It’s minus something outside. Cold enough to cancel school, cold enough to stay indoors all day, cold enough to wonder why we live this far north of moderate and cold enough for my kids to invite that other kid, “I’m so bored” over to not play.
“I’m so bored” mostly comes over on extreme weather days and holidays. When that kid is around they all roll around on the furniture and lament their lack of entertainment options. I’ve tried quotes like, “If you’re bored then you’re not paying attention.” That one turned out to be a paraphrase from Fritz Perls, a famous psychoanalyst. I have no idea where I found it but I think I need to keep looking. All that quote gets me is a blank stare and the anguish begins all over again.
“It’s not my job to entertain you.”
“There’s nothing to do.”
“If you’re bored then you’re not paying attention.”
“What’s that supposed to mean?”
“It means you should experience life, connect with the world around you, write more poetry, go play with Legos.”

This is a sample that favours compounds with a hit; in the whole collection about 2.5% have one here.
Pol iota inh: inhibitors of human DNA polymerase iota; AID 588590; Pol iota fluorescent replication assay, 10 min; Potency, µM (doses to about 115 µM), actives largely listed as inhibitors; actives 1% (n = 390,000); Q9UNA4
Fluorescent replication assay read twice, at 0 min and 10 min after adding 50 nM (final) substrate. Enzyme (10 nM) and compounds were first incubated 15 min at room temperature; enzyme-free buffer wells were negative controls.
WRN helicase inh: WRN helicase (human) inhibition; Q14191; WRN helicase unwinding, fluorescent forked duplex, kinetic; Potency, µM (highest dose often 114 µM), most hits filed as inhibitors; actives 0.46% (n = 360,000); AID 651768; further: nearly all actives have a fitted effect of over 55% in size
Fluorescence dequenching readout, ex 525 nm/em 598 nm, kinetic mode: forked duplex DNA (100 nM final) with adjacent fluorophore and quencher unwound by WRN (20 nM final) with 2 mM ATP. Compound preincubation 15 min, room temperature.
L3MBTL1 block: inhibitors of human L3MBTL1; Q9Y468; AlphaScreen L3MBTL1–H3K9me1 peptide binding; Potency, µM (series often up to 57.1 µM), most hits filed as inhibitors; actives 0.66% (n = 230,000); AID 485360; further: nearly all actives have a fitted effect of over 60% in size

“I hate Legos.”
And just about the time we are about to fight over how much they do or do not like Legos, the phone will ring and one of my friends will ask to borrow glue. Some mothers enjoy “I’m so bored.” They bake cookies and do arts and crafts; they run out of glue and keep the kids occupied. I can’t figure out when that mother does the laundry or fills the crock pot. She probably gets “I’m so bored” to help her. The only kid around here who ever offers to help me out is “Not Me.”
I’m sure if I disciplined more effectively or I was more organized with the chore charts, we never would have gone for number four and “Not Me” wouldn’t be here. Whenever I ask the kids “Who is going to feed this dog?” or “How about someone take out the garbage for me?” “Not Me” always answers. And that kid is never bored. Just this week “Not Me” broke a table in the front room, left his hat at the ice rink and changed my text name to “Mr. Poopsack,” which my son thought was hilarious.
“Not Me” may be our fourth child, but “I’m so Bored” is a kid I’ve invited over. I worry that I’ve provided too many television stations, too many electronics and too many activities. I’ve scripted their lives to such a degree that they can no longer entertain themselves or appreciate boredom. I haven’t been able to teach my children that time without boundaries, schedules or constraints is a gift they get to open on school holidays, after they take out the garbage and feed the dog. And although it’s not my job to entertain them, I am their teacher.
Maybe by the next time these kids have a school holiday, I’ll have gotten those vanity plates for my car. Then when “I’m So Bored” shows up, “Not Me” can drive them to practice.